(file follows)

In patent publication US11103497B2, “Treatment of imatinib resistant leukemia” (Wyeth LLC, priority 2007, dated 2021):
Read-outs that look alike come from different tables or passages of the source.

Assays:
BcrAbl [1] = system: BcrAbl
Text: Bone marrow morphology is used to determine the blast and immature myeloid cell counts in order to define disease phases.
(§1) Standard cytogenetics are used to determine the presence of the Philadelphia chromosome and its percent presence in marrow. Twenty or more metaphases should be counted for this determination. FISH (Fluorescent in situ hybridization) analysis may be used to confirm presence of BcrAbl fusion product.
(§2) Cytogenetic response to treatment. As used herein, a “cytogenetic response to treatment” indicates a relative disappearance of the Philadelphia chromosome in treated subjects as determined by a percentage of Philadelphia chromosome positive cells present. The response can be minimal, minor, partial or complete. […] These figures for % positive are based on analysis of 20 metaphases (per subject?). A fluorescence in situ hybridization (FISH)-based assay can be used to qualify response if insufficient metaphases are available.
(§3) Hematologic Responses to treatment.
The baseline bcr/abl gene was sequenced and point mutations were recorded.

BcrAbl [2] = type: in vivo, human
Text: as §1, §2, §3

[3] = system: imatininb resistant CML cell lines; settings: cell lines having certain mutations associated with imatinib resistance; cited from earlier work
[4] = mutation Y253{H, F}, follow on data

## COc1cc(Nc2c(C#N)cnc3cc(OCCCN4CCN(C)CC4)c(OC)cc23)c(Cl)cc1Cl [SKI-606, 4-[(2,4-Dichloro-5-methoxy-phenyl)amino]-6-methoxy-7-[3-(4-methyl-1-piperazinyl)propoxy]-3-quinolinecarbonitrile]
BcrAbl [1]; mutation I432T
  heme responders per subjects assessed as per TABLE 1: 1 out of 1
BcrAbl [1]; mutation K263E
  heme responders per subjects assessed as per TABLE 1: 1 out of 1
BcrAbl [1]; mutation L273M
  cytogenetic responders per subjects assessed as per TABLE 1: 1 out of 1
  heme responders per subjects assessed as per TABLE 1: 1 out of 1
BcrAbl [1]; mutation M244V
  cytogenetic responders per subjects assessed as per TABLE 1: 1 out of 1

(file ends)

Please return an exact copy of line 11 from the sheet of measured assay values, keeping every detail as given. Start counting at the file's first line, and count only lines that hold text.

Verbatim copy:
Text: as §1, §2, §3